An Ounce of PT Prevention

No one wants to deal with urinary incontinence (UI), or involuntary loss of urine. Unfortunately, an estimated 25-45% of women will experience UI at some point during their lives. As if that were not bad enough, it has been hypothesized that women who experience UI are at risk of developing uncomplicated urinary tract infections (UTIs). I am sure you would agree that this is a rather unwanted two for one deal. The reason for this is that dysfunctional voiding can disrupt the normal flow of urine through the urethra, which can result in bacteria travelling back to the bladder and creating infection.

Past research has focused on and proven that pelvic floor physical therapy can help reduce UI symptoms…but does pelvic floor PT help with UTI prevention?

I am not the only one who has pondered this question. Lucky for us, Dr. Kate Divine and Dr. Lisa McVey have asked themselves the same question and kindly performed research to help answer it. They conducted a single-subject case study with a 50-year-old schoolteacher who presented with a ten-year history of UI, UTIs, urinary urgency/frequency, and pelvic pain. Her conservative pelvic floor physical therapy treatment plan included bladder retraining, biofeedback, electrical stimulation, patient education, and exercises. After six sessions, the patient had achieved all her goals. When the researchers checked in with her three months later, she had not experienced any UTIs (compared to pre-treatment, when she typically experienced them every 1-2 months) or UI symptoms.

Obviously, additional research is warranted to explore if the same results occur across the board, because a sample size of one is rather small. It would also be interesting to see if the positive results continue beyond three months. But this is a huge first step. The research is extremely promising, especially because resistance to UTI antibiotics is on the rise. The fact that physical therapy, a conservative and non-pharmacologic approach, may be of help further reinforces my strong belief in “an ounce of prevention is worth more than a pound of cure.”

If you are someone you know stands to benefit from pelvic floor physical therapy to address either UI or recurrent UTIs, please contact us! It would be an honor to serve as your healing agents.

Divine, Kate PT, DPT, WCS; McVey, Lisa PT, DPT Physical Therapy Management in Recurrent Urinary Tract Infections: A Case Report, Journal of Women’s Health Physical Therapy: January/March 2021 – Volume 45 – Issue 1 – p 27-33 doi: 10.1097/JWH.0000000000000189

Pot-ential Pregnancy Preventer?

Can marijuana interfere with pregnacy?
Can marijuana interfere with pregnancy? 

Recreational cannabis is picking up steam…and legal rights. On Election Day, November 3, 2020, New Jersey, Arizona, South Dakota, and Montana joined the eleven other states where pot is legal to bring our national total up to fifteen. It appears to be only a matter of time until recreational marijuana will be legal throughout the United States. As a pelvic floor physical therapist with a one track mind, I am curious about how the inevitable changes will converge with science and medicine, especially in the arena of women’s health and fertility.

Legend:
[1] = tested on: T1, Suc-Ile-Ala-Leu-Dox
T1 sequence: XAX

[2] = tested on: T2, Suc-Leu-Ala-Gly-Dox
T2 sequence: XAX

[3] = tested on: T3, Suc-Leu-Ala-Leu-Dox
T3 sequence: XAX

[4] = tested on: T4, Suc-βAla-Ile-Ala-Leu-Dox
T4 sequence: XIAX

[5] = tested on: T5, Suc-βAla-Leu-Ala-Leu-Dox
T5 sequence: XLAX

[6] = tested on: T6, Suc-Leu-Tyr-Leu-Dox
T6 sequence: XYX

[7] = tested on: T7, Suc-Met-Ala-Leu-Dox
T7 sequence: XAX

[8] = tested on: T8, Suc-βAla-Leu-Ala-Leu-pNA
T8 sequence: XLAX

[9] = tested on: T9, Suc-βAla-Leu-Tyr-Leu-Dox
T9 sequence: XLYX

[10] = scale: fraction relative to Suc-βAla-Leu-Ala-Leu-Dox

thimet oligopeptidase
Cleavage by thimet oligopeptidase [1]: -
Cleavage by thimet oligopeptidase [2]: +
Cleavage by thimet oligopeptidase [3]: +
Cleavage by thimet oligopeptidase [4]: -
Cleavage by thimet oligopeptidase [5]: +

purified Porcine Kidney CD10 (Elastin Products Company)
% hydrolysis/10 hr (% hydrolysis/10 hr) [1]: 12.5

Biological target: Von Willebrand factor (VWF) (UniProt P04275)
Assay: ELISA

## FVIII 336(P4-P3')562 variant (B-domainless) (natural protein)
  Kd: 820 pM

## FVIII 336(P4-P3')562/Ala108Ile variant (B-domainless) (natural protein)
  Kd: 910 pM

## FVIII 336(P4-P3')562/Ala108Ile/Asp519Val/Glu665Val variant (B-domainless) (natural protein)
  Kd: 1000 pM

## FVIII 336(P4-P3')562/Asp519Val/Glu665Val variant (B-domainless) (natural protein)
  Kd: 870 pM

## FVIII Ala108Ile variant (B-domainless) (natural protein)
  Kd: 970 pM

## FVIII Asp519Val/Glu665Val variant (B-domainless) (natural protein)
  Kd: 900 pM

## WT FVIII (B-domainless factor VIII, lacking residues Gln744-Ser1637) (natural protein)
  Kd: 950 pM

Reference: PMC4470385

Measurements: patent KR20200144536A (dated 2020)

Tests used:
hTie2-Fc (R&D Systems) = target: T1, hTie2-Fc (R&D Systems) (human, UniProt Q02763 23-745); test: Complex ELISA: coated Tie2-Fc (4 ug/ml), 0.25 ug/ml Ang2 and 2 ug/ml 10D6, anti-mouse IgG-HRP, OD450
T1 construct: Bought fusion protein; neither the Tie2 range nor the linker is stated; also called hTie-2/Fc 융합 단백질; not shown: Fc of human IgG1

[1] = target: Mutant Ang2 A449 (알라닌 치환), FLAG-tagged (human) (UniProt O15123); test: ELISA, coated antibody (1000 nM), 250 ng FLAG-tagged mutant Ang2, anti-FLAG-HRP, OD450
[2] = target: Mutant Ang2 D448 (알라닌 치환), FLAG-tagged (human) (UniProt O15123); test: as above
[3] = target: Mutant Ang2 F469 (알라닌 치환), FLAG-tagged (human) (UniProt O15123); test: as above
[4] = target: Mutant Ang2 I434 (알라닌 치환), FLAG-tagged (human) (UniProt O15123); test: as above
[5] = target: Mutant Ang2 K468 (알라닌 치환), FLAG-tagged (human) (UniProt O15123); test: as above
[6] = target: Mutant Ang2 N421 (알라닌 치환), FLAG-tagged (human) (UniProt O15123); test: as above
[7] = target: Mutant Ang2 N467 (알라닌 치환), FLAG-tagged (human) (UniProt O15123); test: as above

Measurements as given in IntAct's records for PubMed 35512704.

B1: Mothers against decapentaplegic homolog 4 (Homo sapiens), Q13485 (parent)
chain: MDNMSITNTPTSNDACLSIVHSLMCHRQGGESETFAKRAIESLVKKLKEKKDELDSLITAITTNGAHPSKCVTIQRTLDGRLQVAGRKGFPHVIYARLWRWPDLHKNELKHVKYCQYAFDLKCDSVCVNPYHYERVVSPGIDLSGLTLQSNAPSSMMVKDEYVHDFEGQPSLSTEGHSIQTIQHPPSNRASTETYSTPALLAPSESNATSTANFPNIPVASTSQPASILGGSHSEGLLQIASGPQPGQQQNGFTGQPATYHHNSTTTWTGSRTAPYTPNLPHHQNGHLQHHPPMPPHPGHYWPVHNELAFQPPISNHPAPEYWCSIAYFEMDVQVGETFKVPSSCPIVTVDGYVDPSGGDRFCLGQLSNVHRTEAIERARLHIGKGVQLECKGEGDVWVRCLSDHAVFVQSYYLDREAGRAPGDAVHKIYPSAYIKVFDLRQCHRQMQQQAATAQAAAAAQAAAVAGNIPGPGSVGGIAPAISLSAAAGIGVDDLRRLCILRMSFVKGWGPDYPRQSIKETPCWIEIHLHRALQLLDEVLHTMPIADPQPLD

A recent National Institutes of Health (NIH) study led by Dr. Sunni Mumford (published on January 11, 2021) revealed that women who recreationally use cannabis products such as marijuana or hashish may experience greater challenges conceiving a child compared to women who do not use marijuana. The study focused on women who had previously experienced one or two miscarriages. 

The statistics that emerged from their research is as follows:

  • Women who had used cannabis within several weeks prior to or while trying to conceive were 41% less likely to conceive than non-users
  • 42% of active users became pregnant during the study vs. 66% of non-users
  • Miscarriage rates were relatively similar between the two groups

Another noteworthy difference between the two groups involves the reproductive hormones associated with ovulation. Cannabis users had elevated levels of luteinizing hormone. Also, the researchers suggested that cannabis usage may negatively impact the uterine lining, which could interfere with successful embryo implantation. 

Although the researchers acknowledged the small sample size in the study, the statistics are interesting enough to give pause until further research can be conducted. Furthermore, considering that it takes two to tango, it would be fascinating to explore whether or not a partner’s usage of cannabis affects fertility rates, a piece of the puzzle that was not addressed in Mumford’s research. 

Until further research can verify and delve deeper into this topic, feel free to digest and incorporate this information into your life as you see fit. May everyone, especially women trying to conceive, find healthy outlets to relax, revitalize, and enjoy themselves.